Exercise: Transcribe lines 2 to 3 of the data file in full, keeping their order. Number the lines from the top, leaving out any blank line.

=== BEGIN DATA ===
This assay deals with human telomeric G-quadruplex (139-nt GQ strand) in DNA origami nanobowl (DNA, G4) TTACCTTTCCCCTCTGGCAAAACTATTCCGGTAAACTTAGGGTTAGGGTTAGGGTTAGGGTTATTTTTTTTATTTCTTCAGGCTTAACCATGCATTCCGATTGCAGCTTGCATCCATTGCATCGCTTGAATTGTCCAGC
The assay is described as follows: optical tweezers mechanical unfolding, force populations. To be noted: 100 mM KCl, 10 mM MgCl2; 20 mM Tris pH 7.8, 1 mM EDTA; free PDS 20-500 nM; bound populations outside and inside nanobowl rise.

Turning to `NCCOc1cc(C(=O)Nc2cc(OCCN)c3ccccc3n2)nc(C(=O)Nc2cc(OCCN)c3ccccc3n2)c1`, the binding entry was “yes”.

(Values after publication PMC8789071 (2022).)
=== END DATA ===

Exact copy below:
The assay is described as follows: optical tweezers mechanical unfolding, force populations. To be noted: 100 mM KCl, 10 mM MgCl2; 20 mM Tris pH 7.8, 1 mM EDTA; free PDS 20-500 nM; bound populations outside and inside nanobowl rise.

Turning to `NCCOc1cc(C(=O)Nc2cc(OCCN)c3ccccc3n2)nc(C(=O)Nc2cc(OCCN)c3ccccc3n2)c1`, the binding entry was “yes”.